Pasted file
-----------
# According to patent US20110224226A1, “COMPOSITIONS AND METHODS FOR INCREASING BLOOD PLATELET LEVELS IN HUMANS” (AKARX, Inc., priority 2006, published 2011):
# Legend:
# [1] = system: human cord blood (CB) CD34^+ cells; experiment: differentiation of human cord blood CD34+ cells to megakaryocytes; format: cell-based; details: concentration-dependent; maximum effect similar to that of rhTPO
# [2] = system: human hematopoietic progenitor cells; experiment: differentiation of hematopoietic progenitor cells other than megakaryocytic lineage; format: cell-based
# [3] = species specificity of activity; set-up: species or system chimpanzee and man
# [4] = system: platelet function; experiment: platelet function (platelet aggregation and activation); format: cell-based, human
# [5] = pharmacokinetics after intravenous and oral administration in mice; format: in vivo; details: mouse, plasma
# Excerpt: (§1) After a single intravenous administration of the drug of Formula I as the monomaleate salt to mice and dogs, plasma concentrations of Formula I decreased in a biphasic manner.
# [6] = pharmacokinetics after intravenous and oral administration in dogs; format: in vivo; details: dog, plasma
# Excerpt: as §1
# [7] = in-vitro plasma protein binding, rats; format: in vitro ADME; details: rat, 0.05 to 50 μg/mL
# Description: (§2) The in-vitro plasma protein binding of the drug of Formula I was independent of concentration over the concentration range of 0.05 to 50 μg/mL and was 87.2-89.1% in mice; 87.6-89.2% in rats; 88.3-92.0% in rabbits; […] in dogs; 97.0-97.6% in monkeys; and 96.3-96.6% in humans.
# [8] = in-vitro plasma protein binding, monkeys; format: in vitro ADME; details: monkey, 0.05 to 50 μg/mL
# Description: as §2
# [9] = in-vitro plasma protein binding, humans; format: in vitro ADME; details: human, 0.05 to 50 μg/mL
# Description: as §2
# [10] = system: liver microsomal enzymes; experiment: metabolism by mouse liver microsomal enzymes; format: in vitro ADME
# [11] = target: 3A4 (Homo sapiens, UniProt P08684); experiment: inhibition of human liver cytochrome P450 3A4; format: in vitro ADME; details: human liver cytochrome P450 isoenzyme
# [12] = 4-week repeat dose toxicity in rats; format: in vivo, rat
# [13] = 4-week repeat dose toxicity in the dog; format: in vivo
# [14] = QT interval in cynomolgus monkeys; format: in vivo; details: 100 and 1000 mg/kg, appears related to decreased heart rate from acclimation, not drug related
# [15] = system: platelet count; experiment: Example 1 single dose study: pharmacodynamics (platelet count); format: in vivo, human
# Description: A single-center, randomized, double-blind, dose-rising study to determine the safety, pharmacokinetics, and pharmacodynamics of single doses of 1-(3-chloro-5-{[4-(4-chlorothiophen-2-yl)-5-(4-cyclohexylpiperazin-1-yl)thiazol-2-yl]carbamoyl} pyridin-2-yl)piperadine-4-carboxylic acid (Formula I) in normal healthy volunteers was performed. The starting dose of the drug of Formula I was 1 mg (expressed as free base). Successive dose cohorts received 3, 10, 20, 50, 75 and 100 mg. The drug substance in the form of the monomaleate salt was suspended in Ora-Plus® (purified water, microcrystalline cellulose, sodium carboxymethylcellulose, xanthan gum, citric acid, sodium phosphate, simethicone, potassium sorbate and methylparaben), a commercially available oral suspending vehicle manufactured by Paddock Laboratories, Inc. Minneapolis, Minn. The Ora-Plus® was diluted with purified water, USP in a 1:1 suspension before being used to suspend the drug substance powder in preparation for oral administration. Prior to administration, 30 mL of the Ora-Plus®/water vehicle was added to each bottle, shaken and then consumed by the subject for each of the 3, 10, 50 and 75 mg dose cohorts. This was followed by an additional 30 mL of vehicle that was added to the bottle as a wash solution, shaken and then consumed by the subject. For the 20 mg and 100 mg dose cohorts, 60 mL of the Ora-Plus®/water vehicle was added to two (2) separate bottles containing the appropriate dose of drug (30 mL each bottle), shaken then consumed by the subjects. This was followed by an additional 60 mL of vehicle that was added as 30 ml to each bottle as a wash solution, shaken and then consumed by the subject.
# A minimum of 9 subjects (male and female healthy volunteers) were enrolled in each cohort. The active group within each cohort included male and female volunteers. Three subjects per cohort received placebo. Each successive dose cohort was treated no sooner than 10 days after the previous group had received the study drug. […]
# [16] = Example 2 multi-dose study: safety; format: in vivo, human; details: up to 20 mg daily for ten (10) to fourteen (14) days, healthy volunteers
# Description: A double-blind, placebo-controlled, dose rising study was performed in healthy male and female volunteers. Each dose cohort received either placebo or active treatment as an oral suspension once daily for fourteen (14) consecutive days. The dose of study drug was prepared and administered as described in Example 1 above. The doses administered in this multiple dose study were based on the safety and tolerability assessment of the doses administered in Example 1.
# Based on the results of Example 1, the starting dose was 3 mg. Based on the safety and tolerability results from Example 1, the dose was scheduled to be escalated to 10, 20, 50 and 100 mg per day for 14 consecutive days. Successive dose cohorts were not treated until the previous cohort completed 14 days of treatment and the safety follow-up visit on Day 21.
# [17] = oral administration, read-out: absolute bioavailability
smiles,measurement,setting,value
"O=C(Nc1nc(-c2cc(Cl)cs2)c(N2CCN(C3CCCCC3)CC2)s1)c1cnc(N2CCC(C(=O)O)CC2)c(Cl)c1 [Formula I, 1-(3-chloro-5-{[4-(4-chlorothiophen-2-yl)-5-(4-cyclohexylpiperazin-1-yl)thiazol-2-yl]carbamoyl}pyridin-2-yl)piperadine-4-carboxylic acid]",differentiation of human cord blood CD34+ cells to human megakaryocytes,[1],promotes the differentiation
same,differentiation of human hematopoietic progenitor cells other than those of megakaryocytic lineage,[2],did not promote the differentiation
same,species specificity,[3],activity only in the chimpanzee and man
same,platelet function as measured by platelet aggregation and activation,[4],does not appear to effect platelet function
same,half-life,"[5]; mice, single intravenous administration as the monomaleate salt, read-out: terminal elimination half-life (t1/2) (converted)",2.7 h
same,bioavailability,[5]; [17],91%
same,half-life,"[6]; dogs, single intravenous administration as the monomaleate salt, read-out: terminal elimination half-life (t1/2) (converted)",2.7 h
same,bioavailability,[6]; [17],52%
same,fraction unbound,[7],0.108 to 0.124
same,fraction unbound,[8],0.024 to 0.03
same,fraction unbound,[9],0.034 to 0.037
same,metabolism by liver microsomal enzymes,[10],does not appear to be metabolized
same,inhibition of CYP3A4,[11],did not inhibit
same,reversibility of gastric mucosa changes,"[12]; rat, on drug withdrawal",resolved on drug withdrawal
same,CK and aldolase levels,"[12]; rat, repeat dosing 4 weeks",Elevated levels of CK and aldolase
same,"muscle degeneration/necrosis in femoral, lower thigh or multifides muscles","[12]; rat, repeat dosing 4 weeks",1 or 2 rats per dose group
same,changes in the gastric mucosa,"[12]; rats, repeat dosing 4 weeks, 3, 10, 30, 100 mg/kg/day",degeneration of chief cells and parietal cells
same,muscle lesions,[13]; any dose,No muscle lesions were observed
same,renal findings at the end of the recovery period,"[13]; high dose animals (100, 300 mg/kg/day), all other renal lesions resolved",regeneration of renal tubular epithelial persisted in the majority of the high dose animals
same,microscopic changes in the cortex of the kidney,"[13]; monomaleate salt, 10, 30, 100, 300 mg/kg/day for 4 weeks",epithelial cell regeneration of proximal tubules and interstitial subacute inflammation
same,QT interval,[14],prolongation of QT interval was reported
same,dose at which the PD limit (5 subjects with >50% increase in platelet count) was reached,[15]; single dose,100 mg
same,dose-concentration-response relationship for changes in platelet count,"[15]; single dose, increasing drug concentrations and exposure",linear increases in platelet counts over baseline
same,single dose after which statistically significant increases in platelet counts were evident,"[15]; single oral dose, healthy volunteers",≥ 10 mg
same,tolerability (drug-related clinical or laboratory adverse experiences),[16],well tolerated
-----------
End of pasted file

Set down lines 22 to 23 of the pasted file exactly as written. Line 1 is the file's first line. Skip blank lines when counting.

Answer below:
# [15] = system: platelet count; experiment: Example 1 single dose study: pharmacodynamics (platelet count); format: in vivo, human
# Description: A single-center, randomized, double-blind, dose-rising study to determine the safety, pharmacokinetics, and pharmacodynamics of single doses of 1-(3-chloro-5-{[4-(4-chlorothiophen-2-yl)-5-(4-cyclohexylpiperazin-1-yl)thiazol-2-yl]carbamoyl} pyridin-2-yl)piperadine-4-carboxylic acid (Formula I) in normal healthy volunteers was performed. The starting dose of the drug of Formula I was 1 mg (expressed as free base). Successive dose cohorts received 3, 10, 20, 50, 75 and 100 mg. The drug substance in the form of the monomaleate salt was suspended in Ora-Plus® (purified water, microcrystalline cellulose, sodium carboxymethylcellulose, xanthan gum, citric acid, sodium phosphate, simethicone, potassium sorbate and methylparaben), a commercially available oral suspending vehicle manufactured by Paddock Laboratories, Inc. Minneapolis, Minn. The Ora-Plus® was diluted with purified water, USP in a 1:1 suspension before being used to suspend the drug substance powder in preparation for oral administration. Prior to administration, 30 mL of the Ora-Plus®/water vehicle was added to each bottle, shaken and then consumed by the subject for each of the 3, 10, 50 and 75 mg dose cohorts. This was followed by an additional 30 mL of vehicle that was added to the bottle as a wash solution, shaken and then consumed by the subject. For the 20 mg and 100 mg dose cohorts, 60 mL of the Ora-Plus®/water vehicle was added to two (2) separate bottles containing the appropriate dose of drug (30 mL each bottle), shaken then consumed by the subjects. This was followed by an additional 60 mL of vehicle that was added as 30 ml to each bottle as a wash solution, shaken and then consumed by the subject.